Let's tackle the second question first. The Strong Anthropomorphic argument says that we live in a Goldilocks zone fine-tuned for life. It raises a question. Why is our universe so well suited to us? Because if any of the fundamental constants of it changed slightly, we wouldn't be here. Which brings us to 'supersymmetry', which proposes that every particle in the Standard Model has a massive 'shadow' partner with properties vastly different from the particles we have found. And that these particles are possibly the source of dark matter. Supersymmetry suggests that universes with a low degree of supersymmetry contain atoms, molecules and complex life. So, many universes might be habitable. And that absolves us from being so special. Of course, in the scale of time that comprises the lifetime of the sun, the entire duration of life on earth is an event as brief as a passing bird. On the smaller scale of our planet, we are invisible, immaterial nonentities with lifetimes a hundred times shorter than a spark.
But how did life appear? How did something living erupt from barren rocks, sands and chemicals? Biologists have puzzled over this for centuries. As cells are too complex to have formed all at once, it must have begun with just one component. So researchers have spent decades trying to get RNA to assemble or copy itself in the lab. It is like assembling a load of bricks and expecting them to morph into a house.
Did life emerge, then, fully formed? This seems even more unlikely but some are now reluctantly admitting that this explanation is increasingly more credible. It suggests that life didn't begin on earth at all but was delivered by meteorite from elsewhere in the universe. This still doesn’t explain its genesis — how it first appeared.
And what are we in all this mystery?
A person standing vertically on the earth?
Hold that thought for a moment. What is this 'person' composed of? We are a miniature universe, inhabited by ten times more bacteria than we have cells. And our billions of cells comprise trillions of molecules and a staggering number of atoms. An atom itself is primarily empty space because between its particles are huge distances. So, on the quantum level, we do not even exist. Then there are quarks, leptons, hadrons and a zoo of other unlikely entities with existences so brief that our instruments can barely measure them.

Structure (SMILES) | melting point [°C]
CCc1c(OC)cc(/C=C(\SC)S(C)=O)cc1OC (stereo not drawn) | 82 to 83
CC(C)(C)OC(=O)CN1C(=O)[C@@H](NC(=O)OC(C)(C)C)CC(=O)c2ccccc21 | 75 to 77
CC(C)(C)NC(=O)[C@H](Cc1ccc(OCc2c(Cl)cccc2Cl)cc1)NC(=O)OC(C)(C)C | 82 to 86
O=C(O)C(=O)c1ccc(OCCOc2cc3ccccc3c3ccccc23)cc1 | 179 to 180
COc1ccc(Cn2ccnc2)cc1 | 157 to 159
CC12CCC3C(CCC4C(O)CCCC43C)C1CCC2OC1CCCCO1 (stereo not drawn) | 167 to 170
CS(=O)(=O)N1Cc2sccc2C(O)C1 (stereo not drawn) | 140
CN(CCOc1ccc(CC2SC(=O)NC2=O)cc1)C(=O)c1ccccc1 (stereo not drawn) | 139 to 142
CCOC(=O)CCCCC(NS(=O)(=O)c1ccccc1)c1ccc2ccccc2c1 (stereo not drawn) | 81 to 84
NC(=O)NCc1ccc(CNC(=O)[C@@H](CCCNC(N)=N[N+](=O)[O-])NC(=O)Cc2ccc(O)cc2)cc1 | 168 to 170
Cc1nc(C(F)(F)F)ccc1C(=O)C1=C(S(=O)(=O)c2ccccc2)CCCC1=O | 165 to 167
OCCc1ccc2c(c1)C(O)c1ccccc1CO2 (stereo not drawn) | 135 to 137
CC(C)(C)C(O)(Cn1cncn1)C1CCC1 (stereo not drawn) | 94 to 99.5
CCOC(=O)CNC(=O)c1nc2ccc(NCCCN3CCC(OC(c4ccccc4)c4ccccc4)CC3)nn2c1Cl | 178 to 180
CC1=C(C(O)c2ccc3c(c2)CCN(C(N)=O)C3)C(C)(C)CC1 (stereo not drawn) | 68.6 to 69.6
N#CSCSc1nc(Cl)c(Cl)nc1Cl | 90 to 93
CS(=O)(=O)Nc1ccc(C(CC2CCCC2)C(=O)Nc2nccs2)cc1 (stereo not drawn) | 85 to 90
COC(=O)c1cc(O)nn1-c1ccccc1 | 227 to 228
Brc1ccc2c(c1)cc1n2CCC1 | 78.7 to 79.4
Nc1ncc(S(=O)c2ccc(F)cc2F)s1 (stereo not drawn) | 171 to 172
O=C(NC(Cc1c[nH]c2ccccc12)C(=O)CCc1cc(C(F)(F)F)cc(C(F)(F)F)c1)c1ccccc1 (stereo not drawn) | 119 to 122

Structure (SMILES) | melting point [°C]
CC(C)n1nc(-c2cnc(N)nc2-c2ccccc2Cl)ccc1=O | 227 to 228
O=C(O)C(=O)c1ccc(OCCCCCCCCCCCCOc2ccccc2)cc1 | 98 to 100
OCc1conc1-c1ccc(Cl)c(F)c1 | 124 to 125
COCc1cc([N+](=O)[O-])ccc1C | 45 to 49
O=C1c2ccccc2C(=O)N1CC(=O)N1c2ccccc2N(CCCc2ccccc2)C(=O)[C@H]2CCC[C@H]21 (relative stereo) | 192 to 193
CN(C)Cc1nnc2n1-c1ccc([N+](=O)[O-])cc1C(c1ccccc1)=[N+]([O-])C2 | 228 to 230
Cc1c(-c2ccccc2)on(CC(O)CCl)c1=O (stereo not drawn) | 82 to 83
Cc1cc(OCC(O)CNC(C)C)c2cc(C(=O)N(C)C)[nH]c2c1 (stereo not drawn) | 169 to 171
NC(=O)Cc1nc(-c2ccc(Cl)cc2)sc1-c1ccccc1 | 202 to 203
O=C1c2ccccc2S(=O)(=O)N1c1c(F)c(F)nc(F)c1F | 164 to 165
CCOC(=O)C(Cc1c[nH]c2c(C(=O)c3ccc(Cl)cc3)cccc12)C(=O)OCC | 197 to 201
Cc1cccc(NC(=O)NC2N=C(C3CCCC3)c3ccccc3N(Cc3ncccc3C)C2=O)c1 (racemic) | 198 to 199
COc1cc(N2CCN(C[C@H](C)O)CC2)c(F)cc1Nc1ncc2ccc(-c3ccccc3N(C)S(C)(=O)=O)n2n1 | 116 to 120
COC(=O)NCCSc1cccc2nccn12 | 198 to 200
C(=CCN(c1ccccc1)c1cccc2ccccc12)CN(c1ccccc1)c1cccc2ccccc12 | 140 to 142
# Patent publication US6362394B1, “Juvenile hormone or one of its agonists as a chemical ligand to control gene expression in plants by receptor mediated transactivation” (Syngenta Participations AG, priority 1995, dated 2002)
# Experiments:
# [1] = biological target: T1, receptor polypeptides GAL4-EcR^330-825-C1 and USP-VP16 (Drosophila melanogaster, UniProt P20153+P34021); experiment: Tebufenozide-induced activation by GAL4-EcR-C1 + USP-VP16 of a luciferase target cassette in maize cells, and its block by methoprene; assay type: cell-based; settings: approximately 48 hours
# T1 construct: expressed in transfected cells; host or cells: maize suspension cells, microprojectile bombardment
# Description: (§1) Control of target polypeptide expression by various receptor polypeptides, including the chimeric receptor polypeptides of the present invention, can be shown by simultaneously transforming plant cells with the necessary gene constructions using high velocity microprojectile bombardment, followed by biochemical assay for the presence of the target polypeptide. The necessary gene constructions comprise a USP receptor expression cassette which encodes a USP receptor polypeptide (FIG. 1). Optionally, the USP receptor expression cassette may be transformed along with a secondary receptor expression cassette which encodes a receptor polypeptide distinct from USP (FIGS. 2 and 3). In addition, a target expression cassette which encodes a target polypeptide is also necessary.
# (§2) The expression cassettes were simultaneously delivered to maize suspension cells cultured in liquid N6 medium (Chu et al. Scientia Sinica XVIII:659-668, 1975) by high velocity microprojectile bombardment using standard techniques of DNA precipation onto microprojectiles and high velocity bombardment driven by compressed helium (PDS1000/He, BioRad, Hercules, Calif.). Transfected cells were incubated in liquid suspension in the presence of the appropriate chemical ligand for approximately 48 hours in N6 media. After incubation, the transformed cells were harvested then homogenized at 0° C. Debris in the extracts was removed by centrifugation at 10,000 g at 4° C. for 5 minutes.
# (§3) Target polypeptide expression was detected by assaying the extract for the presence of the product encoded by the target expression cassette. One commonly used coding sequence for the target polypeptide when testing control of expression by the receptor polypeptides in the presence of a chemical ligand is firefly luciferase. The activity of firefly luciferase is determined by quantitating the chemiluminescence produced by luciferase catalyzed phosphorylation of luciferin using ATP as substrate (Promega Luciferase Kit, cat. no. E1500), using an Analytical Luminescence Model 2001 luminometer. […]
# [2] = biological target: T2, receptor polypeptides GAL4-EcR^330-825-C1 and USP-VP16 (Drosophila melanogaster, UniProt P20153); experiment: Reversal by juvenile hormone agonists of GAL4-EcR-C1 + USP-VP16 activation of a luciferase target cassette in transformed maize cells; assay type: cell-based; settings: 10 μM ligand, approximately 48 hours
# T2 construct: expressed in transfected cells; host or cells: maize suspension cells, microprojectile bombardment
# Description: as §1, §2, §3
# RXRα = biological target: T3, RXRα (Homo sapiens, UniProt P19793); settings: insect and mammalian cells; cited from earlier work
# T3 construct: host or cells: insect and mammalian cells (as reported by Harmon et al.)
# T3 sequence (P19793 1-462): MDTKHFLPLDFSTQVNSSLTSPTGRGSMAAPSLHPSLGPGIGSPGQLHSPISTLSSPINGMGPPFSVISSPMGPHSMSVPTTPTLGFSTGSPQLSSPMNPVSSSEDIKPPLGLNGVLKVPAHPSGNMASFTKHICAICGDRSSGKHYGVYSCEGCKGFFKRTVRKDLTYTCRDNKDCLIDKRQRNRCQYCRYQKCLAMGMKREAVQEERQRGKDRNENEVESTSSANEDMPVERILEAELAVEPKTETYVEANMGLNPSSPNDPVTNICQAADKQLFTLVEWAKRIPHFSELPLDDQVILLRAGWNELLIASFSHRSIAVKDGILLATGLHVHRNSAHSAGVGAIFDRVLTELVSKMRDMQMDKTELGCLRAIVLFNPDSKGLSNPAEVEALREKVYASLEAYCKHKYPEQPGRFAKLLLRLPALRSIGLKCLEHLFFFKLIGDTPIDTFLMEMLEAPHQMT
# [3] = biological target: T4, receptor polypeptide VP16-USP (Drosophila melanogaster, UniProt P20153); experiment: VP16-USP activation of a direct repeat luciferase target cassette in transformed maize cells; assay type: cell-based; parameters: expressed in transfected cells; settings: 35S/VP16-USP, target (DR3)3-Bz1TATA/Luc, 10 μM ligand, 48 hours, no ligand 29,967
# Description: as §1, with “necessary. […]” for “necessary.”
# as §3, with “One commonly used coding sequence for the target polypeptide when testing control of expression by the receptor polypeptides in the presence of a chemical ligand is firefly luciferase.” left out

On the quantum scale, matter does not subsist in a deterministic form but rather as a collection of uncertainties. The Copenhagen Interpretation asserts that quantum systems exist in a probabilistic limbo until observed. And only when observed do they attain a definite state. This is termed 'superposition'.
Superposition is now challenged by 'quantum entanglement' or particles related at a distance. If you have one entangled photon or electron on earth and its equivalent on the moon, their spin factors switch instantaneously. In other words, faster than light speed — which, incidentally, is 186,000 miles per second. But as nothing travels faster than light, this is clearly impossible.
How could two such particles, separated by 250,000 miles instantly communicate? But they do. It's called the EPR Paradox, and will become the basis of quantum cryptography.
This demonstrates the non-locality of the physical world. It means that the universe is interconnected, interdependent and inseparable. Take this illogical statement just a little further and you have 'moment eternity'. Everything that ever was, and will be, exists and is connected in this present moment.
A parallel here in scripture: 'Glory to the Father and to the Son and to the Holy Ghost. As it was in the beginning, is now and ever shall be.'
Then there is String Theory which calculates that the universe has ten dimensions of space and one of time and allows for a number of possible universes, each with different physical laws. Why time? Because space and time, according to the Special Theory Of Relativity, dissolve into one entity. One physicist equates mass to the fifth dimension. This makes the big bang an illusion. But string theory is the neatest mathematical paradigm for uniting general relativity with quantum mechanics. It is an attempt at a 'theory of everything' and suggests that all possible universes actually exist.
And will they exist for ever. Or will a big crunch collapse them back into the void?
Curiouser and curiouser!
We are less than nothing and know nothing. And live in a gigantic miracle that is incomprehensible, inexplicable, unfathomable.
The strangest thing of all?
Most of us don't even think about it.
A last word on the subject from Hui-neng: 'From the first, not a thing is.'